While a subset of the European Union manufacturing sector could achieve net materials cost savings worth up to 550 billion EUR per year towards 2025, a Circular Economy in emerging markets might translate into smaller savings numbers but sizeable societal ripple effects going beyond expectations.
In the African continent, a first estimate extracted from "Reimagining Africa's Future" from Accenture Strategy tells us that the potential opportunities of a Circular Economy could be in the area of 40 billion EUR, out of the 300 billion opportunity for sustainable business. A much smaller number compared to the European one, however, a number that could be hiding the bigger portion of the iceberg.
We often see Circular Economy as addressing the core issue of our environmental boundaries and economic challenges, which in itself are already huge ones to overcome. Circular Economy is definitely a very impactful model that needs to be promoted, implemented and replicated wherever and whenever possible. Yet, how about reaching out to the last mile? How about defining a scheme that is fully inclusive of our people which is - I believe - what we are all intending to reach out for: well-being for all, right?
A Circular Economy today focuses – among others – on the notion of ‘Waste=Food’ from William McDonough & Michael Braungart, as well as of the Performance Economy from Walter Stahel where ‘the smaller the loops, the higher the resource efficiency and profit maximisation’. Hence, our focus is on: numbers of material saved, filing the 2050 resource gap of 40 billion tons* (*best scenario from Accenture’s ‘Circular Advantage’) and attaining some of our CO2 emissions goals.
But where are the people in all these numbers? Would focusing on profit maximisation be enough? Aren't we not made to thrive and be bold about a positive common future? Output discussions lead over the larger notion of Outcomes i.e. achieving a well-being for all vision.
Let us go a further mile and proclaim that ‘Poverty=Waste’! Why? Because both - poverty and waste - are externalities of our current linear system. As you know waste does not exist in our ecosystems, but you may say the same for poverty! Both are human creations from a system that has been designed with a one-way motivation: always more consumption.
For waste, we did not realise the depth of our damages until recently where it now makes financial sense to look at the residual and lost value. For poverty, it dates back to ancient times where there has always been groups of people dominating others by whichever means leading to inequalities.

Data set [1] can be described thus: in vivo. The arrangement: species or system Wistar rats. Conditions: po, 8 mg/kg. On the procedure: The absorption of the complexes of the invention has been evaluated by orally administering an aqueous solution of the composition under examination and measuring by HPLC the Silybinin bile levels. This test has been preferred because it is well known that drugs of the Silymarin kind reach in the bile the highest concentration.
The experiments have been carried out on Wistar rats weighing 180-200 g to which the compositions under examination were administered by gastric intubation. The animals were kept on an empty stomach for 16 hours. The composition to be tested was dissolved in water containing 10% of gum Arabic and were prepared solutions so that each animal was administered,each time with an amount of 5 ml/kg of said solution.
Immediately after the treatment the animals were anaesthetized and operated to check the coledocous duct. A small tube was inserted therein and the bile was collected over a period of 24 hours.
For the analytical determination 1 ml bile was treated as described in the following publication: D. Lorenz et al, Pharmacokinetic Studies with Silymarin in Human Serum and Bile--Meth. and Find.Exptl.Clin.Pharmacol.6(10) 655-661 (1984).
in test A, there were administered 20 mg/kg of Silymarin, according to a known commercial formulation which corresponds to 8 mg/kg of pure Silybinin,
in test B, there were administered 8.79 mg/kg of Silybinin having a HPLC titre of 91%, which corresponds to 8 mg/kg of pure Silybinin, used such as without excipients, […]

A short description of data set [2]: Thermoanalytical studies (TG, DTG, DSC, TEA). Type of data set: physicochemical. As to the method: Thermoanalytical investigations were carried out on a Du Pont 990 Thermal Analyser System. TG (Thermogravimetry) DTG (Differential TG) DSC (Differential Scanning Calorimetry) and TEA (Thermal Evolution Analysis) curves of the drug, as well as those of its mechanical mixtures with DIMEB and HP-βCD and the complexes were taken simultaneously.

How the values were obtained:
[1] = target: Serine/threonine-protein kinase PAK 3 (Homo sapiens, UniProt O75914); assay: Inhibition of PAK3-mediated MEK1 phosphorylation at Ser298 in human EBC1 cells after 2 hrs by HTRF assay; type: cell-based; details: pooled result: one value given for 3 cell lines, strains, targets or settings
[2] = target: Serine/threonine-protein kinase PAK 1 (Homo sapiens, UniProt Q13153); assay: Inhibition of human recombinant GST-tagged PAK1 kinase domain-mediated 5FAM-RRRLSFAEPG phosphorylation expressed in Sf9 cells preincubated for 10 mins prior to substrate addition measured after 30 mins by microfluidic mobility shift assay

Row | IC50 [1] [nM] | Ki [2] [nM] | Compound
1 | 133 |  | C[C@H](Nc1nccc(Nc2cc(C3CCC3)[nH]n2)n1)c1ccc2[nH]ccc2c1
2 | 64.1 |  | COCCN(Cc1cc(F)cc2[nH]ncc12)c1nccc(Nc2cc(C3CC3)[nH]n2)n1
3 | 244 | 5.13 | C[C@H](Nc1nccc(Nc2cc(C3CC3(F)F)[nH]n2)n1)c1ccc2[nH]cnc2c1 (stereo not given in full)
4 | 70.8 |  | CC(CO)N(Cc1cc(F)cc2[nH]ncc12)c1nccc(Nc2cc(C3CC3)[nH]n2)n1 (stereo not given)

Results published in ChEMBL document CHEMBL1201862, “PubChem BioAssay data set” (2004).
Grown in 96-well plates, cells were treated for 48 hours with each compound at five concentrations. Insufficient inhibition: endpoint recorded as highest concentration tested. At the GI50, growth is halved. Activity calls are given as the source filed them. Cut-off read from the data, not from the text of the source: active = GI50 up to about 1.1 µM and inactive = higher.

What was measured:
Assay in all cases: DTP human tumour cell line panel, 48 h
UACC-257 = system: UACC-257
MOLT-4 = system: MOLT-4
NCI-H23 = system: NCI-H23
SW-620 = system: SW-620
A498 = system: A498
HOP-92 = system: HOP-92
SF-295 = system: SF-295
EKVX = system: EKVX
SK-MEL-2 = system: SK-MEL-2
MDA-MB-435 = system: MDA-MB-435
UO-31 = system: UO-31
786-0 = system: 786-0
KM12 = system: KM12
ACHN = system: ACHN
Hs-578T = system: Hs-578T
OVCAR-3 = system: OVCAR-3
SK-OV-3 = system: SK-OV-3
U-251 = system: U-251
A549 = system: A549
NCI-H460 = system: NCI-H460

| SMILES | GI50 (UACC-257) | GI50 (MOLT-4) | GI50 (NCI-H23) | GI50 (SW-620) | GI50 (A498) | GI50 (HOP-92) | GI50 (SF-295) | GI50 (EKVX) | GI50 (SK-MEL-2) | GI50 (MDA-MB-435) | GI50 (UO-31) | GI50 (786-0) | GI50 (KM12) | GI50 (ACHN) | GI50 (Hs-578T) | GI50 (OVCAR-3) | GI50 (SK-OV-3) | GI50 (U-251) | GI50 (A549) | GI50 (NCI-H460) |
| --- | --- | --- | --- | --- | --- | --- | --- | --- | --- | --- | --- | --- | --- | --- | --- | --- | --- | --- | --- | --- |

Our linear system has created environmental externalities such as pollution, waste, toxicity, and overall climate change, but these externalities also exist at societal levels: inequality, unemployment, fictitious capital (debt) creating poverty so that wealth could be built for others, people living with disability seen as less 'performing', and so on.
One cannot and will not solve global issues without putting the people at their core. Thanks to its virtuous loops, its collaborative-to-survive tactics and, its learning from Nature’s Principles strategy, a Circular Economy could be seen as the right system approach to address our long-term social patterns that could not be solved in a linear thinking world. Our mission today is about designing the right framework from the start so that future generations will benefit from it.
A socially inclusive Circular Economy could have these three main people-centred pillars:
Pillar 1: People's Inclusiveness: - where one can access goods for all - since 'accessing goods' no longer require owning them, this would free up financial means for other services and thus leading towards poverty eradication;
Pillar 2: People's Value Creation: - where one can access more with less - since even with low income a decent life can still be possible, this would create less dependency on financial credit, thus generating less indebtedness;
Pillar 3: People's Wellbeing: - where one can access secured income - since a Circular Economy would lead to jobs, micro-jobs and micro-tasks creation that do not exist yet, with the adapted tax shift* (*Walter Stahel), labour becomes this endless renewable resource, thus driving unemployment downwards.
Adding these three pillars might come as a natural pattern, especially in emerging markets where a sharing economy has always existed for people to survive. The concept of pay-as-you-go comes from Africa and is part of its people’s DNA. They are ahead of western cultures from this point of view. Besides it would be unwise to shift millions of inhabitants from collectivism to individualism thinking while the world is looking at new collaborative forms. One could learn from Africa!
Internalising poverty together with waste should be our ‘1-Earth-Economy’* (*first coined by John Elkington) bold vision! One can decouple resource use from growth, but one cannot decouple societal from environmental needs. A beneficial-for-all lateral growth is achievable as long as we redefine the notion of 'success' and 'ownership' away from monetary objectives as our sole reference. And that's where not many of us are prepared to jump in...
One of the reason being that numbers of ‘wealthier’ humans will increase, thus more consumption, thus more pressure on our ecosystems. By looking at how permaculture and biomimicry augment our ecosystems potentials based on optimisation of functions, forms and processes, our main worry should not be how many of us can the ‘system’ supports, but whether we would move away fast enough from individualism to true humanism i.e. away from greed.